Fighting to Survive – Rihannon Frater

The second in the series “As the World Dies”, the first of which was part of last month’s reading (The First Days). The group inside the Fort are trying to take control of the big hotel, to give themselves living space, but it’s still infested with zombies. Clearing out the hotel will cost them lives, but give them a chance to start living, not just surviving. Which leads on to….

Siege – Rihannon Frater

…The third book! The discovery of another major group of survivors should be a good thing, but the leaders of the other group are flat-out insane, talking about turning the womenfolk into breeders and trying to tell Texans that Big Government is the only solution to the Zombie Apocalypse. Might as well try and take their guns away. Be prepared for more death and undead moaning, as the Good Guys in the Fort have to defend themselves against the largest Zombie Horde ever, as well as rescue old friends and new from the doomed Shopping Mall group.

The Fault in our stars – John Green

In case you don’t know, or in case your library doesn’t do this, at BPL we have the “Speed Reads”. These are new, popular books that cannot be reserved, can only be taken out for one week and cannot be renewed. There’s a dollar a day fine for being overdue. This means that some books (Like “The Cuckoo’s Calling”, which has 157 holds on 25 copies – at 28 days per person…) can be found on the shelf, read and returned before the hold on the regular copy would ever reach the top of the list.

I mention this because that’s where I found this book. I might never have considered it otherwise. It’s a strange book to recommend, because it’s the story of a girl with cancer, who meets a boy who had cancer in a cancer support group. They fall in love and travel to meet an author the girl has idolised for years. That sounds lovely, but this book will not just tug on your heartstrings, it attaches your heartstrings to a moving truck, then invites a family of gorillas to play on your heartstrings like a jungle gym. I was a complete mess by the end of it, but very glad I read it.

The Redemption of Althalus – David and Leigh Eddings

I’m skipping the picture, because The Redemption of Althalus got its own mini-review in the previous post. If you loved “The Belgariad” and read all of “The Mallorean”, then “Belgarath” and “Polgara” and STILL didn’t feel like you’d had enough, try this book. It’s in the same style, has a central character who could be Belgarath and covers much of the same ground.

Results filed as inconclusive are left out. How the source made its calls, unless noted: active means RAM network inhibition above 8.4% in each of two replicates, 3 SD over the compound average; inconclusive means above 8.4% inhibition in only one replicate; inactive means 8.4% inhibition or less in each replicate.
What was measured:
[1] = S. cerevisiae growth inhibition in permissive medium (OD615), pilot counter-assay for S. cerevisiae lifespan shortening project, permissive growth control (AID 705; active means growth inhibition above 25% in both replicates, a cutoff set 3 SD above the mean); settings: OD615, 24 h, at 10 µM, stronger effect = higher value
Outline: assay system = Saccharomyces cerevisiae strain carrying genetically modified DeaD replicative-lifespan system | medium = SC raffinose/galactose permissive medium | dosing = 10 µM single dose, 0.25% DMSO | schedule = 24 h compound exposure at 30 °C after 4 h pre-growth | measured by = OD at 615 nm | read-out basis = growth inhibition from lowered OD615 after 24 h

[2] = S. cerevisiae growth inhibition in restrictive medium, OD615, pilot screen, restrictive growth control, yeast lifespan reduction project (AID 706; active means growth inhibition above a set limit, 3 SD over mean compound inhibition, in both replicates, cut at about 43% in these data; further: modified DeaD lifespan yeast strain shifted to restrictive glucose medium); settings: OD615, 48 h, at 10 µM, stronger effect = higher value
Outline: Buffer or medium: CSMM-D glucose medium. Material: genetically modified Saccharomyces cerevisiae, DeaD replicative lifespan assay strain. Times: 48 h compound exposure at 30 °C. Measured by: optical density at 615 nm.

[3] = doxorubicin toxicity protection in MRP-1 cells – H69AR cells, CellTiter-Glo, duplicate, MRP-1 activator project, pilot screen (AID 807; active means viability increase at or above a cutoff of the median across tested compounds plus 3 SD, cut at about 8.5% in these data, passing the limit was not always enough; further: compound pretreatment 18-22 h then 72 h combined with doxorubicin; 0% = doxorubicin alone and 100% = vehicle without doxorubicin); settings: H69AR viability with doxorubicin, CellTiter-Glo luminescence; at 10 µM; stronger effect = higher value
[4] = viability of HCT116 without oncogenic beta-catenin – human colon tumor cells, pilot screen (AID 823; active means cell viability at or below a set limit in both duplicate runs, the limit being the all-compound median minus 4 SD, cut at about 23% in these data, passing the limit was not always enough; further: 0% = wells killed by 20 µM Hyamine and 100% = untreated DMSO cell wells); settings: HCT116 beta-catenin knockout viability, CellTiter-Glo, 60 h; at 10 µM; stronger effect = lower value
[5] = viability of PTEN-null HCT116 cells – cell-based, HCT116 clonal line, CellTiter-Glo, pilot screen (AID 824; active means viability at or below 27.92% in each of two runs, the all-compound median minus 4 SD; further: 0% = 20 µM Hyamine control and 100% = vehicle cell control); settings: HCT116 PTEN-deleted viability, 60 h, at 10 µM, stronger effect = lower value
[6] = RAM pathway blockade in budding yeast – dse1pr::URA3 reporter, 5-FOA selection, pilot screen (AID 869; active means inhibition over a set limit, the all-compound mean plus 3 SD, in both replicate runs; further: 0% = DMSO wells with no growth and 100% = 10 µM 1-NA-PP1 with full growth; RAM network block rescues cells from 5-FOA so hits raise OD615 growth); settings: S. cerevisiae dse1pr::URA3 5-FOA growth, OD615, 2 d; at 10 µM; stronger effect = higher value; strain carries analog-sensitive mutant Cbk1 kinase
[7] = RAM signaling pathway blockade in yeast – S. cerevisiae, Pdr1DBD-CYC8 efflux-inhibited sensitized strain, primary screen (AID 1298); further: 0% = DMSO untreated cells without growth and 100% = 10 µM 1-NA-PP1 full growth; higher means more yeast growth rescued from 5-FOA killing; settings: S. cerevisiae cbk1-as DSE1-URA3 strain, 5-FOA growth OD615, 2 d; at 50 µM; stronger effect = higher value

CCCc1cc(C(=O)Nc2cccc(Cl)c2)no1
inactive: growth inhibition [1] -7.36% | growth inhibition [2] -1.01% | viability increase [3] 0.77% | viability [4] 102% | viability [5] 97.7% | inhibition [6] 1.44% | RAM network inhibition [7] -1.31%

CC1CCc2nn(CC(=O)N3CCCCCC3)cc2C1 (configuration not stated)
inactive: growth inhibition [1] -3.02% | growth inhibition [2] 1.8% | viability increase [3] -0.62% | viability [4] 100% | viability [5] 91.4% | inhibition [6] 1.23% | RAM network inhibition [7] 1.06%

Only Superhuman – Christopher L Bennett

I saw this book go by twice at work before I got hold of it. Yes, I judge a book by its cover, that’s what they’re FOR. This one does exactly what it says on the tin, regaling the reader with the adventures (and origin story) of a superhuman flame-haired temptress who does everything with passion and strength. Everything.

There’s a lot of political stuff, and lots of space-habitat physics, which are all nicely explained in the appendices at the end, which I didn’t notice until I had finished reading the story. To be fair, I understood enough to follow the track of events and know who to cheer for, and I was satisfied with the way the story played out. I wish I’d paid more attention to the tiny dateline at the start of each chapter, though, because the first time we plunged into history to explore the central character’s backstory, I was completely non-plussed. Maybe I’m just stupid.*

So, that’s my reading for August. As ever, I’ve skipped over the audio books I’m enjoying, though one of those was JK Rowling’s…excuse me, ROBERT GALBRAITH’S “The Cuckoo’s Calling”. It’s an excellent detective story, and worth checking out whatever your opinion of the author, the story behind the release or whatever. Next month the kids are back to school, I have more library shifts and I have to finish writing my own novella. It’s nearly done now, which means it’s nearly time to do the editing and design the cover etc etc.  I’ll also be on the lookout for beta-readers, so any volunteers, either email me or leave contact details in the comments below.

As usual, I’ve stolen all the illustrations for this piece from Amazon, but on the other hand, I’ve also supplied links for all the books mentioned, so it’s all free publicity for them. I’m nice that way. If you’d rather I used YOUR pictures for something, leave your contact details in the comments below.

*This is a popular theory in my house.

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One response to “August reads: Summer distractions

  1. Pingback: The Books of December and the year’s roundup | Damian Trasler's Secret Blog - Do Not Read!